Otherwise, that was my story of the birth of my second child, Fraser Chick. I really hope you enjoyed it and can take a feeling of positivity from it.

Fiona x

Thank you Fiona!

I can take the feeling of positivity from it!! In fact it’s almost made me excited to go through it all again. Not quite but almost!

What did you think of Fiona’s Free Range Birth Story? Did you find it important to seek out positive stories when you were preparing for labour?

Please do leave your comments below. Also, if you have a positive birth story (or not so positive!), please do get in touch. You can email me hannah@mumsdays.com.

If you’re not sure where to start then read of this post: How to write a story for the Giving Birth Series.

Lucky Baby Birth Story


Guest post from Mama Ramblings

23 Nov, 2014

Today I bring you the lovely Emily, from Mama Ramblings, and her lucky baby birth story. It’s such a great story, which I have a feeling many mums (myself included) will relate to…waters breaking, taking aaaaaages to get into ‘established labour’, and then needing to be induced. But there’s still the added little bit of luck that pulls this story together! Enjoy!

Mondays Child- My Birth Story Part I

By Emily, Mama Ramblings

This is me 9 months pregnant; overdue, starting to climb the walls and so excited to meet our baby.

Emily's Lucky Baby Birth Story! http://www.mumsdays.com/lucky-baby-birth-story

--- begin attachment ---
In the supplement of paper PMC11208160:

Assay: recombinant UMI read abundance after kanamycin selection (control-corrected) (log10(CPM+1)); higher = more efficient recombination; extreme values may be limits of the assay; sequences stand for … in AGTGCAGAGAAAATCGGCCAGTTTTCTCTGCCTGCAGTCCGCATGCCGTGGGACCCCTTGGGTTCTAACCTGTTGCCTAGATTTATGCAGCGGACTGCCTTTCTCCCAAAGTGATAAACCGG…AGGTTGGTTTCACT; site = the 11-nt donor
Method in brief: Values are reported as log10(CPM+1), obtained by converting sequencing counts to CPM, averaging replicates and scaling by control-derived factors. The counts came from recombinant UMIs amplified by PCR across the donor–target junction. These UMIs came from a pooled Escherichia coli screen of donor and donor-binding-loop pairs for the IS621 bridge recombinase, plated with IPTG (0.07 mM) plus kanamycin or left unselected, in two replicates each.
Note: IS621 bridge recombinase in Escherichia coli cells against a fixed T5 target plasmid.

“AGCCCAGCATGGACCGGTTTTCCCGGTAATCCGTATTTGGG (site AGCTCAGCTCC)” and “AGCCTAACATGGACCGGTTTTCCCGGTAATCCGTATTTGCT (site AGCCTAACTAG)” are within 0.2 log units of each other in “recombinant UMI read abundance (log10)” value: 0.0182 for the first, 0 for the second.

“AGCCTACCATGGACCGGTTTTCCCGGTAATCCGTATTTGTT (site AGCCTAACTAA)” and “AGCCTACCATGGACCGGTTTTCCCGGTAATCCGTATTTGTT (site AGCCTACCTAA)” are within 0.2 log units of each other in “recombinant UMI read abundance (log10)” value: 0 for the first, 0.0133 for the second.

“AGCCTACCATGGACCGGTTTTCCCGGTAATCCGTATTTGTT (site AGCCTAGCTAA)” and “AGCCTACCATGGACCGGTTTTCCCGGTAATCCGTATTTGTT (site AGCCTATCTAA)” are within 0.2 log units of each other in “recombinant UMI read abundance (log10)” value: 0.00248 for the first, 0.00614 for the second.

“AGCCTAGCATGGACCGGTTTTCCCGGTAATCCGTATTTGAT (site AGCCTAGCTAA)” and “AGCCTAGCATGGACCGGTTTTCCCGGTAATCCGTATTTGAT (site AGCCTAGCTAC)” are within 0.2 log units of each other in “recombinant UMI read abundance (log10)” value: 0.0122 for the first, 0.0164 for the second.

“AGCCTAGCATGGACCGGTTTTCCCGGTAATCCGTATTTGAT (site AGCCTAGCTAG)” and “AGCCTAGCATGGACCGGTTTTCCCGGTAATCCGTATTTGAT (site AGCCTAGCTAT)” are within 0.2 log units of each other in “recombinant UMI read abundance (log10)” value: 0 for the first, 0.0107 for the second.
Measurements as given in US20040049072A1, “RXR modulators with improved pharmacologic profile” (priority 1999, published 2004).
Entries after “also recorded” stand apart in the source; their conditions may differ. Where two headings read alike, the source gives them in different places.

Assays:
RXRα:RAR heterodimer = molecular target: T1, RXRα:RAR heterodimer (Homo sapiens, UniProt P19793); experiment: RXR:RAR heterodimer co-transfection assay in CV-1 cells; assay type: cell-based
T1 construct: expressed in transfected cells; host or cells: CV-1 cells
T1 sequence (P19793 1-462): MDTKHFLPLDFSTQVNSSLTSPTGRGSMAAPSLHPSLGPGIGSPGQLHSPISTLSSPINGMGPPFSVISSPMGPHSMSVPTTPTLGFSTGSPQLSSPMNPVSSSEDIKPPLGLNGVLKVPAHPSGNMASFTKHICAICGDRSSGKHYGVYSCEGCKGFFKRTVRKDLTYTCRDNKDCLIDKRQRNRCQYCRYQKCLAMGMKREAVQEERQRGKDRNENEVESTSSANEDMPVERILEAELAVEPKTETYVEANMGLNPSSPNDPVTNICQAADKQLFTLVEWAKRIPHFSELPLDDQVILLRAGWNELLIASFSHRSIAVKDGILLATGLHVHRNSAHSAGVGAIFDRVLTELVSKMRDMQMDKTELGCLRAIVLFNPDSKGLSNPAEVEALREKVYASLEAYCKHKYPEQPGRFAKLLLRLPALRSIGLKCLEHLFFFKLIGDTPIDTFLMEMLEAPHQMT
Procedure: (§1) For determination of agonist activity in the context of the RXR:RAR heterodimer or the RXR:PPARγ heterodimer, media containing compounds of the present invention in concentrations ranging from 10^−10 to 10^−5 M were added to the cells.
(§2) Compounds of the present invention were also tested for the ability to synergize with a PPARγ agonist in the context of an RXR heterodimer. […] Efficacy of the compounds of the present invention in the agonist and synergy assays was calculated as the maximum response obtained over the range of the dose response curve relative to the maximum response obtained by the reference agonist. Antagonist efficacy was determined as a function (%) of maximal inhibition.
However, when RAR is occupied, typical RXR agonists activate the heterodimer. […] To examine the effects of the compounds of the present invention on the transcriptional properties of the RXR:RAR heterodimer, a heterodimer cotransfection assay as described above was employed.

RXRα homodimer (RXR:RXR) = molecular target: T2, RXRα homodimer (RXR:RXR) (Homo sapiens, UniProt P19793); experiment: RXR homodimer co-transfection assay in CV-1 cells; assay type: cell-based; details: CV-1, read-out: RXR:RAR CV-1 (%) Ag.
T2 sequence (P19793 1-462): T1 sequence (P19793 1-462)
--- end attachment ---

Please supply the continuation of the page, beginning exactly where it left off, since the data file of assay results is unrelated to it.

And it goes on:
I was due on the 3rd, that date you know really means nothing but you spend 9 months pinning everything on to it. The day came and went with not so much as a twinge and a very uncomfortable, relatively unsuccessful cervical sweep. At that stage I had a bishops score of just 1 (really unlikely to go in to labour naturally at that point) and the whole process at the midwife left me feeling hot and dizzy and rather unwell. (more…)

Guest post from El and Baby A

16 Nov, 2014

I have a fabulous birth story that tosses the rule book well and truly in the bin without even a cursory glance! Proving that not all first labours are long, Ellen, who writes El and Baby A, share her experience.

If you’re a first time mum-to-be, get your goggles on this story and focus on it!

Not all first labours are long!

By Ellen from El and Baby A

Tuesday, May 27th, I was 40+5 weeks pregnant, we had a routine hospital appointment. I turned down the option of a membrane sweep and was scheduled in for an induction the following Monday at 9am. I remember being so annoyed I had to wait until June to have my baby, such a minor detail now but try telling an overdue momma that! I came home from the hospital and cried to Clayton that night in bed about the terrible things I had heard about induction and what if I couldn’t handle the pain of it all. After a lot of reassuring I finally went to sleep. (more…)